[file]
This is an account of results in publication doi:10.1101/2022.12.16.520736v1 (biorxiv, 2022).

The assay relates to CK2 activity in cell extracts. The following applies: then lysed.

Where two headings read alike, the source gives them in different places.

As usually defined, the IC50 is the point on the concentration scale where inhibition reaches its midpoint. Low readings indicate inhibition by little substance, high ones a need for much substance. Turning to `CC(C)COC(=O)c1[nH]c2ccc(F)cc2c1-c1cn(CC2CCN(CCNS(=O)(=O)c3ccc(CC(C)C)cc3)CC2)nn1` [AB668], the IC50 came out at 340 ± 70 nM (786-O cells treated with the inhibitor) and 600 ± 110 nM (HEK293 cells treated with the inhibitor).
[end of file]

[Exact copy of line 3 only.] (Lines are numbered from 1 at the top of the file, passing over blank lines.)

Where two headings read alike, the source gives them in different places.